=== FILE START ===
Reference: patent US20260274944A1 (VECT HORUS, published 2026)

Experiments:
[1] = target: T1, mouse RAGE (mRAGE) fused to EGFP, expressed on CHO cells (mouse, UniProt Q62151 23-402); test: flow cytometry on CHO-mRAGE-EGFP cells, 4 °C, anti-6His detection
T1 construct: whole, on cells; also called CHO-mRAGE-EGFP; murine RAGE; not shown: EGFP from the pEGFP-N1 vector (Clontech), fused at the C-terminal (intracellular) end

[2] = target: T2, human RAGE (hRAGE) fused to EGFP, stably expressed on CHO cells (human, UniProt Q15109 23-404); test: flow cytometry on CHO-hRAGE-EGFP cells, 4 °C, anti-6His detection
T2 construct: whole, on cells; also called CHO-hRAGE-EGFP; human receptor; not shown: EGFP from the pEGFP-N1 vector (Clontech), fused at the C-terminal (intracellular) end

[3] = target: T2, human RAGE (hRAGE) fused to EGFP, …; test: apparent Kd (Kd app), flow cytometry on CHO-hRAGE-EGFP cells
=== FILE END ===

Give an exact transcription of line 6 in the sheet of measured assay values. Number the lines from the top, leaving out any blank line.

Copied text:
T2 construct: whole, on cells; also called CHO-hRAGE-EGFP; human receptor; not shown: EGFP from the pEGFP-N1 vector (Clontech), fused at the C-terminal (intracellular) end